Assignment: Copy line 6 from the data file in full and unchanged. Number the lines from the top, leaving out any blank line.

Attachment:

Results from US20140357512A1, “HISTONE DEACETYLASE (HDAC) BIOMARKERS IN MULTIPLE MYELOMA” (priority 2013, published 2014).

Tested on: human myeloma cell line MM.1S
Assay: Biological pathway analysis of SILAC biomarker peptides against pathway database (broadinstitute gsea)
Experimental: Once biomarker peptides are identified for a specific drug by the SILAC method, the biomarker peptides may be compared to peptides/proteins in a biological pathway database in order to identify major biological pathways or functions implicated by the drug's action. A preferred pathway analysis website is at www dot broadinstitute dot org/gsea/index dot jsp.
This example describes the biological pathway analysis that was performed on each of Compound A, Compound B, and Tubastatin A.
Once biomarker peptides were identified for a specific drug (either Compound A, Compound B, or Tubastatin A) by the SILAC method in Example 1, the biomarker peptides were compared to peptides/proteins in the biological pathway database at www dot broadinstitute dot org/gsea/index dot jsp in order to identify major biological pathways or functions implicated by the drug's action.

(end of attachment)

Once biomarker peptides were identified for a specific drug (either Compound A, Compound B, or Tubastatin A) by the SILAC method in Example 1, the biomarker peptides were compared to peptides/proteins in the biological pathway database at www dot broadinstitute dot org/gsea/index dot jsp in order to identify major biological pathways or functions implicated by the drug's action.